The rulers of Trebizond called themselves Megas Komnenos ("Great Comnenus") and – like their counterparts in the other two Byzantine successor states, the Empire of Nicaea and the Despotate of Epirus – initially claimed supremacy as "Emperor and Autocrat of the Romans." However, after Michael VIII Palaiologos of Nicaea recaptured Constantinople in 1261, the Komnenian use of the style "Emperor" became a sore point. In 1282, John II Komnenos stripped off his imperial regalia before the walls of Constantinople before entering to marry Michael's daughter and accept his legal title of despot.5 However, his successors used a version of his title, "Emperor and Autocrat of the entire East, of the Iberians and the Perateia" until the Empire's end in 1461.6
The city of Trebizond was the capital of the theme of Chaldia, a region that had already shown separatist tendencies in the 10th and 11th centuries. This region came under the control of a local leader named Theodore Gabras, who according to Anna Comnena regarded Trebizond and its hinterlands "as a prize which had fallen to his own lot" and conducted himself as an independent prince. The Byzantine Emperor Alexios I Komnenos confirmed him as governor of Chaldia, but kept his son at Constantinople as a hostage for his good conduct. Despite this, Gabras proved himself a worthy guardian by repelling a Georgian attack on Trebizond.7 One of his successors, Gregory Taronites also rebelled with the aid of the Sultan of Cappadocia, but was defeated and imprisoned, only to be made governor once more.8 Another successor to Theodore was Constantine Gabras, whom Niketas describes as ruling Trebizond as a tyrant, and whose actions led Emperor John II Komnenos in 1139 to lead an expedition against him. Although that effort came to nothing, this was the last rebel governor known to recorded history prior to the events of 1204.9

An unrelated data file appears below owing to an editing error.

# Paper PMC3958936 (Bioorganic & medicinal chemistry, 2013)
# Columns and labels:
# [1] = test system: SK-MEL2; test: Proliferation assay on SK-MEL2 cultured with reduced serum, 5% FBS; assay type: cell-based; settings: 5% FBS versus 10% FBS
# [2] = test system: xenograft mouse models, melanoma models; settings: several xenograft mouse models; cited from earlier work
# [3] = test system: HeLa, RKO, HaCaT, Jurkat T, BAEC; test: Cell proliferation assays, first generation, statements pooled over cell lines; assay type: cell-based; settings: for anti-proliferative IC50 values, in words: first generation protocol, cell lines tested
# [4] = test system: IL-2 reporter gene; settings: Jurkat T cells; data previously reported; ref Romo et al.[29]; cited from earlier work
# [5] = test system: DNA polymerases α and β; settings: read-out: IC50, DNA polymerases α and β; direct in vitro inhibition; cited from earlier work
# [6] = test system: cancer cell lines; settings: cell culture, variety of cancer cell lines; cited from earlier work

The empire traces its foundation to April 1204, when Alexios Komnenos and his brother David, took advantage of the preoccupation of the central Byzantine government with the encampment of the soldiers of the Fourth Crusade outside their walls (June 1203 – mid-April 1204), and seized the city of Trebizond and the surrounding province of Chaldia with troops provided by their relative, Tamar of Georgia.10 Henceforth, the links between Trebizond and Georgia remained close, but their nature and extent have been disputed.11
Both men were the grandsons of the last Komnenian Byzantine emperor, Andronikos I Komnenos, by his son Manuel Komnenos and Rusudan, daughter of George III of Georgia. Andronikos I had been deposed by Isaac II Angelos, while Manuel was blinded (a traditional Byzantine punishment for treason) and died not long after. Alexios and his brother, David, ended up at the court of Queen Tamar of Georgia, who gave them military support to return to Byzantine territory. Vasiliev explains she had been motivated to do so after the Emperor Alexios III Angelos stole the gifts Tamar had given to a group of visiting monks as they passed through Constantinople.12 While Michel Kurskanskis has argued in support of Vasiliev's interpretation, he disagrees with Vasiliev over the intent of Tamar's intervention: where Vasiliev argued that the Queen intended to create a buffer state to protect the Georgian Kingdon, Kurskanskis believes she supported the brothers in their attempt to reclaim the Byzantine throne in Constantinople.13
During its early years, the Empire of Trebizond probably existed as a vassal state of Georgia.14 Throughout its existence, it may be considered somewhat of a Caucasian state, due to its reliance upon the Laz people and its continued close relationship with the Bagrationi Dynasty of Georgia which resulted in several unions of marriage.14